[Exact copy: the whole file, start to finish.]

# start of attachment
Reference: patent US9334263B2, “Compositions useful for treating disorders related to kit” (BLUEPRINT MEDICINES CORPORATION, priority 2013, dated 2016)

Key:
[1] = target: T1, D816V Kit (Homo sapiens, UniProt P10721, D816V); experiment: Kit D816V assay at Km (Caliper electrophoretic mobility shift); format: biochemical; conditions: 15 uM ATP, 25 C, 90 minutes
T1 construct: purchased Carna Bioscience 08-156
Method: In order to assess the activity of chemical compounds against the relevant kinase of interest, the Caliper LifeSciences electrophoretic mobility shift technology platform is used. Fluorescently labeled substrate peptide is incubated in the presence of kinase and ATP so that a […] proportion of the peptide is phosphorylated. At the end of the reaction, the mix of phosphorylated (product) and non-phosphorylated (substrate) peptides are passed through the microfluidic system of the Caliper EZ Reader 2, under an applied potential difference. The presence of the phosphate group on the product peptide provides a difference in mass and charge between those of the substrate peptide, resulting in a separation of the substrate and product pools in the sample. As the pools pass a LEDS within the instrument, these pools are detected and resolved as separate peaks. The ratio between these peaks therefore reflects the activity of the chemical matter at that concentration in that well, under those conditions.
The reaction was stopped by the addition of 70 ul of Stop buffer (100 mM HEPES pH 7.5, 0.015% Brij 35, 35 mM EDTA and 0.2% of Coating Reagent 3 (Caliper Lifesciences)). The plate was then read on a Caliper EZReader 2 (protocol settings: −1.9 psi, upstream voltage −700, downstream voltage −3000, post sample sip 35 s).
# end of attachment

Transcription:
Reference: patent US9334263B2, “Compositions useful for treating disorders related to kit” (BLUEPRINT MEDICINES CORPORATION, priority 2013, dated 2016)

Key:
[1] = target: T1, D816V Kit (Homo sapiens, UniProt P10721, D816V); experiment: Kit D816V assay at Km (Caliper electrophoretic mobility shift); format: biochemical; conditions: 15 uM ATP, 25 C, 90 minutes
T1 construct: purchased Carna Bioscience 08-156
Method: In order to assess the activity of chemical compounds against the relevant kinase of interest, the Caliper LifeSciences electrophoretic mobility shift technology platform is used. Fluorescently labeled substrate peptide is incubated in the presence of kinase and ATP so that a […] proportion of the peptide is phosphorylated. At the end of the reaction, the mix of phosphorylated (product) and non-phosphorylated (substrate) peptides are passed through the microfluidic system of the Caliper EZ Reader 2, under an applied potential difference. The presence of the phosphate group on the product peptide provides a difference in mass and charge between those of the substrate peptide, resulting in a separation of the substrate and product pools in the sample. As the pools pass a LEDS within the instrument, these pools are detected and resolved as separate peaks. The ratio between these peaks therefore reflects the activity of the chemical matter at that concentration in that well, under those conditions.
The reaction was stopped by the addition of 70 ul of Stop buffer (100 mM HEPES pH 7.5, 0.015% Brij 35, 35 mM EDTA and 0.2% of Coating Reagent 3 (Caliper Lifesciences)). The plate was then read on a Caliper EZReader 2 (protocol settings: −1.9 psi, upstream voltage −700, downstream voltage −3000, post sample sip 35 s).